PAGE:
Why Darkness Singer Justin Hawkins Once Dismissed Greta Van Fleet
The Darkness frontman Justin Hawkins initially dismissed Greta Van Fleet as a Led Zeppelin tribute band, only later suspecting that they were capable of becoming massive.
“A lot of people have criticized them because it’s very derivative of a certain period of Led Zeppelin’s career,” Hawkins says in a new video, after playing a short section of Greta Van Fleet's “Highway Tune.” “I don’t think they do themselves any favors when the guitarist plays that riff [and] he does this little bit of choreography … which is straight from the Jimmy Page handbook. I think when you’re trying to establish yourself as an original artist you need to have your own little bit of choreography.”
The video, titled “This is How You Properly Critique Greta Van Fleet,” was uploaded to his YouTube channel, Justin Hawkins Rides Again. It can be seen below.
“I dismissed this band as a tribute act because it seemed to me they only had one influence and it was Led Zeppelin – a certain period of Led Zeppelin,” Hawkins added. “It was the music, obviously the guy’s voice sounds exactly like Robert Plant … and when it’s extended to the way they carry themselves on stage, you really think, ‘Hang on a second, what is the point of this band? … Why wouldn’t I just listen to Led Zeppelin? … There’s enough Led Zeppelin music provided by Led Zeppelin to not need Greta Van Fleet.”
Listen to Greta Van Fleet Perform ‘Highway Tune’
He argued that the main problem was the lack of a second main influence, saying the Darkness had melded AC/DC and Queen. “Drawing influence from more than one source is how music progresses,” Hawkins said.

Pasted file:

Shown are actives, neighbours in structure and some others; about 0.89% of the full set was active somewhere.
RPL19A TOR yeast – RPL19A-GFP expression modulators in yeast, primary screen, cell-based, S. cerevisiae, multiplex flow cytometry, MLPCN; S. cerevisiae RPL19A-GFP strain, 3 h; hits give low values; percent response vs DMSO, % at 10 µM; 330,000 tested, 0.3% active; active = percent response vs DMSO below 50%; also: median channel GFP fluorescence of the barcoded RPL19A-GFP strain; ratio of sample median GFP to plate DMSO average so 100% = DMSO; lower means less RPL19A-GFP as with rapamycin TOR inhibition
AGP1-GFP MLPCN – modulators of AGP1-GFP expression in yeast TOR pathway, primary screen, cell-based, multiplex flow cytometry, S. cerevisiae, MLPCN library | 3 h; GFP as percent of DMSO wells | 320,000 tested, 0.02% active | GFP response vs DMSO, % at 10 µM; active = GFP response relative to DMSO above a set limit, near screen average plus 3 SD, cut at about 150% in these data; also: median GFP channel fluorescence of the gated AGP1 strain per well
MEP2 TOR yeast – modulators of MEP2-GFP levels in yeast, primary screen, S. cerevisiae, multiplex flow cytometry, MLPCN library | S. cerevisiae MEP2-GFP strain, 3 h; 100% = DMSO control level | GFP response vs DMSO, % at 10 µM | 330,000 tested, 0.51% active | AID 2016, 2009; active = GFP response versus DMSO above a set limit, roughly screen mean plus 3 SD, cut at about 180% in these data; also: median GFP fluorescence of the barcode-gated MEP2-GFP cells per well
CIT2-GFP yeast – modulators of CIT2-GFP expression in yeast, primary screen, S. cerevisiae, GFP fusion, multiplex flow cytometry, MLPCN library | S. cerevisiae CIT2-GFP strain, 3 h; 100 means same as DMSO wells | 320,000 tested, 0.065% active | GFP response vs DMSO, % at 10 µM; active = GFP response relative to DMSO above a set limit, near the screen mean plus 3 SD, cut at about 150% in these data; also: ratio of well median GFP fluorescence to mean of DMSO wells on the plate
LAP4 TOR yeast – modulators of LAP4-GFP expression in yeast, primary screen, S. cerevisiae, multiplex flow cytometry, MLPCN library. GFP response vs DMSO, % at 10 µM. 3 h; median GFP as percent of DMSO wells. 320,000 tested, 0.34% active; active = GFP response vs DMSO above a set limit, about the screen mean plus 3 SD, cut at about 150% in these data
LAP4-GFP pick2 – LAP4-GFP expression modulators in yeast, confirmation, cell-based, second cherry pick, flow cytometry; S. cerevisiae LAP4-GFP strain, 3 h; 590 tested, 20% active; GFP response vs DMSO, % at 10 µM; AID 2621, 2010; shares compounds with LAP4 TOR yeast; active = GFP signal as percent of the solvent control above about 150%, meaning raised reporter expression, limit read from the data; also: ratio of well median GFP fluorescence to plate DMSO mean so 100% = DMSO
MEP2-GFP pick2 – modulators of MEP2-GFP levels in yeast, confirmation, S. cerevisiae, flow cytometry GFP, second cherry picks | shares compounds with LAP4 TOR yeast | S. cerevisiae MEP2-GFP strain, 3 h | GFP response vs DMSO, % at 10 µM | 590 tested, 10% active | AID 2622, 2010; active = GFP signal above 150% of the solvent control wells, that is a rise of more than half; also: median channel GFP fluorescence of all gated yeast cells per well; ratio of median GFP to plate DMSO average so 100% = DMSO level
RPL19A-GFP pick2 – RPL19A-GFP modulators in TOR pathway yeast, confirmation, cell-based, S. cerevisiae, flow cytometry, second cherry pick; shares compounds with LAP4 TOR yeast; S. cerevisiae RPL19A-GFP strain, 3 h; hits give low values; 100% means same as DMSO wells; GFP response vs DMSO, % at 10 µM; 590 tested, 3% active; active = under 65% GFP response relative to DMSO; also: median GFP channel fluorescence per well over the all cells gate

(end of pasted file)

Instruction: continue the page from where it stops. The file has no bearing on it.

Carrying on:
At the same time, however, he said lead singer Josh Kiszka’s “voice is awesome and I’ve begun to think that’s it’s possibly awesome in its own right. You can’t listen to that guy sing without being excited, unless you’re a little bit dead inside. … When you have a singer like that, then you have the possibility to become great – but you do need to draw from more that one source.”
Hawkins cited “Heat Above” from Greta Van Fleet’s second album, The Battle at Garden's Gate, as an example of “improvement,” and said the band had started to look more like Queen.
Listen to Greta Van Fleet Perform ‘Heat Above’
“They look awesome and I feel like he’s using his voice in a slightly different way,” Hawkins said. “Now I listen I go, ‘Yeah, okay, these guys are heading somewhere.’ I don’t know what the second influence is – who’s got a hold of them and shaken that faux Led Zep out of them. But it’s working. … Hearing him soar and hold a note over several bars – that’s what he wants to be doing. Because those are the things Robert Plant didn’t do.”
Hawkins added: “Good luck, Greta Van Fleet – I hope it works out … live it!”
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